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(NECN/NBC News: Jay Gray, Rome) – The transition continues at the Vatican.
Pope Francis again met with the Cardinals. As the new pope begins his role as the leader of more than a billion Catholics worldwide, there are questions about the future of the church -- and his past.
Applause echoed through the Vatican this morning. As Pope Francis gathered with the Catholic Cardinals -- those who elected him and others past the age of 80 not eligible to vote.
He spoke briefly, in Italian. And, noting the age of the men assembled, said:
"Let us give this wisdom to young people; like good wine, it becomes better with age. Let us give to young people the wisdom of life."
After his remarks Francis enthusiastically greeted each of the Cardinals. Some shared gifts with the new pontiff.
"He is a holy and loving gentleman. I think we are very, very grateful to have him," said Cardinal Thomas Christopher Collins of Toronto.
Also on Friday, the seal was broken on the Papal apartment. Pope Francis opened the door to his new home and some say to the future of the Catholic Church.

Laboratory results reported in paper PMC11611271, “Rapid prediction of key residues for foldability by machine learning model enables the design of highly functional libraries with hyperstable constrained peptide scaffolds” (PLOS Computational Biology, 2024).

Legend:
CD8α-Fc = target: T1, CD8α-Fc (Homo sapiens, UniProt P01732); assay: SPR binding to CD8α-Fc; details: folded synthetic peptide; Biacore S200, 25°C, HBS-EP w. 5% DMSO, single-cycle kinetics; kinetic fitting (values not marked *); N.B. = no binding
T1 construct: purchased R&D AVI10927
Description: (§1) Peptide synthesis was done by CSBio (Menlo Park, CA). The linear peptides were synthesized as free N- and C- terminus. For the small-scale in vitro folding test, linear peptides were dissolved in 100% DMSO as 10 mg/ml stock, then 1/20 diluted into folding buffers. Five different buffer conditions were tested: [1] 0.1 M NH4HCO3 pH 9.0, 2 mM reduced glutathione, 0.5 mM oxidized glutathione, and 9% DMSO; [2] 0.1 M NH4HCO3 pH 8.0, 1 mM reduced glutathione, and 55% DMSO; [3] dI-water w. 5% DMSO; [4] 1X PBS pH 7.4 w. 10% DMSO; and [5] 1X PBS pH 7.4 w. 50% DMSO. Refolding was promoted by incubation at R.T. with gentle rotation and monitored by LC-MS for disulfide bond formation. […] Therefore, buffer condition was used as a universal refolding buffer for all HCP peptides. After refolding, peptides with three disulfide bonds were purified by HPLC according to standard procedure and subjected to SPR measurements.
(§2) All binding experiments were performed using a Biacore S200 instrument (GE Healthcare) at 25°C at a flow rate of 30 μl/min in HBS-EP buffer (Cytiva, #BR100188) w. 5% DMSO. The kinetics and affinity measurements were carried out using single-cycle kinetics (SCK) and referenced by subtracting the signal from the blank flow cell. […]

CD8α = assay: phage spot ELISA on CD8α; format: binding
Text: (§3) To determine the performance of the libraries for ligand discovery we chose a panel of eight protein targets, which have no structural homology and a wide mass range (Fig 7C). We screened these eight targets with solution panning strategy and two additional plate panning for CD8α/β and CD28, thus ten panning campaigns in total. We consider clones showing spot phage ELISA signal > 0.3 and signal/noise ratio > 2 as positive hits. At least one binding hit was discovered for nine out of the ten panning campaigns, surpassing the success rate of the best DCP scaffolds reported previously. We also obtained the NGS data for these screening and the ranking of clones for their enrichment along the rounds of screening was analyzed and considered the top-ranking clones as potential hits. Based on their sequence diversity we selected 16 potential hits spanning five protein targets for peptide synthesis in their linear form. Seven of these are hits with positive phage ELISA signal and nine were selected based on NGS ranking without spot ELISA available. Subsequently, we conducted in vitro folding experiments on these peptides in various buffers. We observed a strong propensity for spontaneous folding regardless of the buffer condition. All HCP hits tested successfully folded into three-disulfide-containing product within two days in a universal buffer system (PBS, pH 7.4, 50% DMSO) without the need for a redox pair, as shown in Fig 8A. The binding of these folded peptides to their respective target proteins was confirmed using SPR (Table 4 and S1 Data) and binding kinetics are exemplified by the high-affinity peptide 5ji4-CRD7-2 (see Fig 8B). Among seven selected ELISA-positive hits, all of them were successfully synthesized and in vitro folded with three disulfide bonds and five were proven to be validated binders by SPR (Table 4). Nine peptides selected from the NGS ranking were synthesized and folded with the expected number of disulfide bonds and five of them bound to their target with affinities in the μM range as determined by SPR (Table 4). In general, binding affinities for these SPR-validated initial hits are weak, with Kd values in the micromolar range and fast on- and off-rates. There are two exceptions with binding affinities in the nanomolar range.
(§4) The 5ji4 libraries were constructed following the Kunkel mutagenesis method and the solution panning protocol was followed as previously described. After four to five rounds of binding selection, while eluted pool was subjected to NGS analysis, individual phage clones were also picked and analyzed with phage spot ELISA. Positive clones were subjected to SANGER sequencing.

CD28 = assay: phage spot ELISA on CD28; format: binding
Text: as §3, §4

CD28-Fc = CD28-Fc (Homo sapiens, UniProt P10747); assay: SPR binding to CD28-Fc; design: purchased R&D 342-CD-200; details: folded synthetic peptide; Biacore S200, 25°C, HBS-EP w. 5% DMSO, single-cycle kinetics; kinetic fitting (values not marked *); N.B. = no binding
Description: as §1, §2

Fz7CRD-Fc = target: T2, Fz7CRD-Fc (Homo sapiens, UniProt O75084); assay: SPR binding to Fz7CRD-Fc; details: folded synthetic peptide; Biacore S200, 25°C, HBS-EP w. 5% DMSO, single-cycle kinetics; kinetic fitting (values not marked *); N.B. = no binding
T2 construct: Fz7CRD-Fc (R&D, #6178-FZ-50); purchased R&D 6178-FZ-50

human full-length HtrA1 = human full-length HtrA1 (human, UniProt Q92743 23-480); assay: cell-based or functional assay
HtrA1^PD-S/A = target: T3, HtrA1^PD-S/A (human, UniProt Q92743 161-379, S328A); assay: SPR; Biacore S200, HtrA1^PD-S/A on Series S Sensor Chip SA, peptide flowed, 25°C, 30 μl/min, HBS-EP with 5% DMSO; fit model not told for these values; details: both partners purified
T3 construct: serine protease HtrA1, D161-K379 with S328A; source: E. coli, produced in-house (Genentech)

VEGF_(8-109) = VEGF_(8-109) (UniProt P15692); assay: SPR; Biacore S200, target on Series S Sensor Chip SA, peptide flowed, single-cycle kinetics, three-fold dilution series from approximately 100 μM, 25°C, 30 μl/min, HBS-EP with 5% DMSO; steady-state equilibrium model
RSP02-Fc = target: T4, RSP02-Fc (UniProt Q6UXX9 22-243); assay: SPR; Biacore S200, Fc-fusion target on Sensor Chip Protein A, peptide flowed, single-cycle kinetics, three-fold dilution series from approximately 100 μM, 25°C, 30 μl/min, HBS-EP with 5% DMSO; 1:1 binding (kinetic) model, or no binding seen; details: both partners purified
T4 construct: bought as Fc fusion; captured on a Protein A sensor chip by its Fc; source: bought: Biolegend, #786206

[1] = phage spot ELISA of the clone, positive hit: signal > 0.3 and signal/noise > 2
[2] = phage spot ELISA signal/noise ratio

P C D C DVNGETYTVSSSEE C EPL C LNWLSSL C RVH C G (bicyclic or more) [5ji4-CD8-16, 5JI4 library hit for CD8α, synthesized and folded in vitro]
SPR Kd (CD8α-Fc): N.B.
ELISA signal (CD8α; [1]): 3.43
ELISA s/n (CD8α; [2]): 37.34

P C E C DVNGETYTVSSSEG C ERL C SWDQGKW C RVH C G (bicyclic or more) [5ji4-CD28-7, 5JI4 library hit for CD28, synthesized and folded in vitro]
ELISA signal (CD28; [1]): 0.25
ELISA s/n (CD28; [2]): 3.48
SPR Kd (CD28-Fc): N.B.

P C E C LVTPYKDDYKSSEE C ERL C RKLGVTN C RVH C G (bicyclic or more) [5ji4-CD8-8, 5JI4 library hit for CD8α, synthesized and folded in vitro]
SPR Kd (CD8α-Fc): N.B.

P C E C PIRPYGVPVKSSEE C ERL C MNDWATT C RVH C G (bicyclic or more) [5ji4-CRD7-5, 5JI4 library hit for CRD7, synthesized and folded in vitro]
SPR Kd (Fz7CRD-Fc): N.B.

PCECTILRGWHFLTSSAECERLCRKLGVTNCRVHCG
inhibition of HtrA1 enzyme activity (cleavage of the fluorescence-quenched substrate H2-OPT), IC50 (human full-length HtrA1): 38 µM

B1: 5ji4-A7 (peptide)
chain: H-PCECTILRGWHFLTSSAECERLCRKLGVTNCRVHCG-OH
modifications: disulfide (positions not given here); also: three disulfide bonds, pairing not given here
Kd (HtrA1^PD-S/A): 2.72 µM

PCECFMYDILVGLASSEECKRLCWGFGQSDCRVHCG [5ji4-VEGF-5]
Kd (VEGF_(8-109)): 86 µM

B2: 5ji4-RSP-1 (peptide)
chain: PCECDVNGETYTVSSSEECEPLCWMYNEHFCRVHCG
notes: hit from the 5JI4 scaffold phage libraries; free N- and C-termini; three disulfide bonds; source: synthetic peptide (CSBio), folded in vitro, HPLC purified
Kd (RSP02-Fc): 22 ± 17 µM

As Vatican officials find themselves defending the new Pope's past.
"There has never been an accusation concrete or credible in his regard," said Father Thomas Rosica, the Vatican Press Secretary.
Media reports in Argentina allege before he was a bishop, Francis ignored severe human rights abuses during the so-called "dirty war."
"The campaign against [Bishop] Bergoglio is well known and goes back to many years ago,” Rosica said. “It was carried forward or sustained by a publication that specializes in campaigns that are at times filled with lies and exist to defame others."
The church dismissed the accusations and is clearly focused now on the inauguration of its new leader.
The pope is scheduled to meet with the media Saturday and will offer a blessing to the thousands expected to gather in St. Peter's Square on Sunday.
And on Tuesday, he will be honored at the Inaugural Mass.